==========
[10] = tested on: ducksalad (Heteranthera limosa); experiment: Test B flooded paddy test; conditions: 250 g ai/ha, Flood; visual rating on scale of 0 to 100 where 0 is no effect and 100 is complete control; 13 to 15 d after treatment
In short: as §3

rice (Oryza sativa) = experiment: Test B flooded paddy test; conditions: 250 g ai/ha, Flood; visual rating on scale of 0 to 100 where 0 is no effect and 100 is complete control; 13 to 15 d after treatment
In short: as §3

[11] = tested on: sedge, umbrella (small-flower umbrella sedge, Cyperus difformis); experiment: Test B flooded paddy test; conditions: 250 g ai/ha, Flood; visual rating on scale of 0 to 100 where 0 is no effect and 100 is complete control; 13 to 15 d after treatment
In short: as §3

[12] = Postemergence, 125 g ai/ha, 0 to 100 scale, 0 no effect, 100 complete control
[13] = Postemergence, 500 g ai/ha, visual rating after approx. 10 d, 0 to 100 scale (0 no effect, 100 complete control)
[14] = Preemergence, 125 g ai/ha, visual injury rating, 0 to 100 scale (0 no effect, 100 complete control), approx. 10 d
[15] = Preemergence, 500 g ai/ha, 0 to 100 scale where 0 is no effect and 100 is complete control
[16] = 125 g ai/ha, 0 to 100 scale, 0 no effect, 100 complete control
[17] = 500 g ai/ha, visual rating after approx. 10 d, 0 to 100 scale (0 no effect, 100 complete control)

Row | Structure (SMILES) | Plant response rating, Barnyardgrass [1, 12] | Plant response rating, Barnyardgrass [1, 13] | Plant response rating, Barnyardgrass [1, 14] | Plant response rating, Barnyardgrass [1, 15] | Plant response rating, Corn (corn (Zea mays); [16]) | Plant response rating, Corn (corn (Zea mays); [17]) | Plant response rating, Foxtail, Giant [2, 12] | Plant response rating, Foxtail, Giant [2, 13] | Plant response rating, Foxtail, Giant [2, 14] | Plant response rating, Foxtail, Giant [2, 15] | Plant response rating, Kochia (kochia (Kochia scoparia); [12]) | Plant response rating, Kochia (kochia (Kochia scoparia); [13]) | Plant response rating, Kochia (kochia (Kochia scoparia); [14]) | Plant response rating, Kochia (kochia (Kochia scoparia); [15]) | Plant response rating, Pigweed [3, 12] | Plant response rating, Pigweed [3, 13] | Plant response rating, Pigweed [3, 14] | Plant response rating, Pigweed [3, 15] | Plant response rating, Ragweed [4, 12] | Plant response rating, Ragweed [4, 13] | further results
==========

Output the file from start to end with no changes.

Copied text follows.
[10] = tested on: ducksalad (Heteranthera limosa); experiment: Test B flooded paddy test; conditions: 250 g ai/ha, Flood; visual rating on scale of 0 to 100 where 0 is no effect and 100 is complete control; 13 to 15 d after treatment
In short: as §3

rice (Oryza sativa) = experiment: Test B flooded paddy test; conditions: 250 g ai/ha, Flood; visual rating on scale of 0 to 100 where 0 is no effect and 100 is complete control; 13 to 15 d after treatment
In short: as §3

[11] = tested on: sedge, umbrella (small-flower umbrella sedge, Cyperus difformis); experiment: Test B flooded paddy test; conditions: 250 g ai/ha, Flood; visual rating on scale of 0 to 100 where 0 is no effect and 100 is complete control; 13 to 15 d after treatment
In short: as §3

[12] = Postemergence, 125 g ai/ha, 0 to 100 scale, 0 no effect, 100 complete control
[13] = Postemergence, 500 g ai/ha, visual rating after approx. 10 d, 0 to 100 scale (0 no effect, 100 complete control)
[14] = Preemergence, 125 g ai/ha, visual injury rating, 0 to 100 scale (0 no effect, 100 complete control), approx. 10 d
[15] = Preemergence, 500 g ai/ha, 0 to 100 scale where 0 is no effect and 100 is complete control
[16] = 125 g ai/ha, 0 to 100 scale, 0 no effect, 100 complete control
[17] = 500 g ai/ha, visual rating after approx. 10 d, 0 to 100 scale (0 no effect, 100 complete control)

Row | Structure (SMILES) | Plant response rating, Barnyardgrass [1, 12] | Plant response rating, Barnyardgrass [1, 13] | Plant response rating, Barnyardgrass [1, 14] | Plant response rating, Barnyardgrass [1, 15] | Plant response rating, Corn (corn (Zea mays); [16]) | Plant response rating, Corn (corn (Zea mays); [17]) | Plant response rating, Foxtail, Giant [2, 12] | Plant response rating, Foxtail, Giant [2, 13] | Plant response rating, Foxtail, Giant [2, 14] | Plant response rating, Foxtail, Giant [2, 15] | Plant response rating, Kochia (kochia (Kochia scoparia); [12]) | Plant response rating, Kochia (kochia (Kochia scoparia); [13]) | Plant response rating, Kochia (kochia (Kochia scoparia); [14]) | Plant response rating, Kochia (kochia (Kochia scoparia); [15]) | Plant response rating, Pigweed [3, 12] | Plant response rating, Pigweed [3, 13] | Plant response rating, Pigweed [3, 14] | Plant response rating, Pigweed [3, 15] | Plant response rating, Ragweed [4, 12] | Plant response rating, Ragweed [4, 13] | further results